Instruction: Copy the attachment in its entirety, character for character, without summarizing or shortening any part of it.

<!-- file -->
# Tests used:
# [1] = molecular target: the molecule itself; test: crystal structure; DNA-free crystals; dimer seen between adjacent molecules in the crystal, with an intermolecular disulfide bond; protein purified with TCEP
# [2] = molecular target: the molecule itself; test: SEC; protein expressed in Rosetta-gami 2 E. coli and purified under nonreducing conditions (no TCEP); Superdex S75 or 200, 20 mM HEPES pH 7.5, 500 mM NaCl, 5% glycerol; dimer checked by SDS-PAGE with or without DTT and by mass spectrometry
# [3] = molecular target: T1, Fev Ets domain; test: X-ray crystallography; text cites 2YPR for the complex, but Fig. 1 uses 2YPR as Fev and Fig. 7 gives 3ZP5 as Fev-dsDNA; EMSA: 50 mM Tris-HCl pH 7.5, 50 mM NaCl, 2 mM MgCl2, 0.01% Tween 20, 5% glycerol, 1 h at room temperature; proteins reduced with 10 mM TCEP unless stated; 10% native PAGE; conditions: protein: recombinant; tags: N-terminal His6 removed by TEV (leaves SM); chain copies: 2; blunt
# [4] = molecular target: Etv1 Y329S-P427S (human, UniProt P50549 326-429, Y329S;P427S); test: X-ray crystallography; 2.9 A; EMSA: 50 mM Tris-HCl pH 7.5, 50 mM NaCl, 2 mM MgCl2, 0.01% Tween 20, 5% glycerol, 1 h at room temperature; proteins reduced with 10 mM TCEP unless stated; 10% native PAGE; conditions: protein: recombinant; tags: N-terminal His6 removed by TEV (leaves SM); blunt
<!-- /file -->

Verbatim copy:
# Tests used:
# [1] = molecular target: the molecule itself; test: crystal structure; DNA-free crystals; dimer seen between adjacent molecules in the crystal, with an intermolecular disulfide bond; protein purified with TCEP
# [2] = molecular target: the molecule itself; test: SEC; protein expressed in Rosetta-gami 2 E. coli and purified under nonreducing conditions (no TCEP); Superdex S75 or 200, 20 mM HEPES pH 7.5, 500 mM NaCl, 5% glycerol; dimer checked by SDS-PAGE with or without DTT and by mass spectrometry
# [3] = molecular target: T1, Fev Ets domain; test: X-ray crystallography; text cites 2YPR for the complex, but Fig. 1 uses 2YPR as Fev and Fig. 7 gives 3ZP5 as Fev-dsDNA; EMSA: 50 mM Tris-HCl pH 7.5, 50 mM NaCl, 2 mM MgCl2, 0.01% Tween 20, 5% glycerol, 1 h at room temperature; proteins reduced with 10 mM TCEP unless stated; 10% native PAGE; conditions: protein: recombinant; tags: N-terminal His6 removed by TEV (leaves SM); chain copies: 2; blunt
# [4] = molecular target: Etv1 Y329S-P427S (human, UniProt P50549 326-429, Y329S;P427S); test: X-ray crystallography; 2.9 A; EMSA: 50 mM Tris-HCl pH 7.5, 50 mM NaCl, 2 mM MgCl2, 0.01% Tween 20, 5% glycerol, 1 h at room temperature; proteins reduced with 10 mM TCEP unless stated; 10% native PAGE; conditions: protein: recombinant; tags: N-terminal His6 removed by TEV (leaves SM); blunt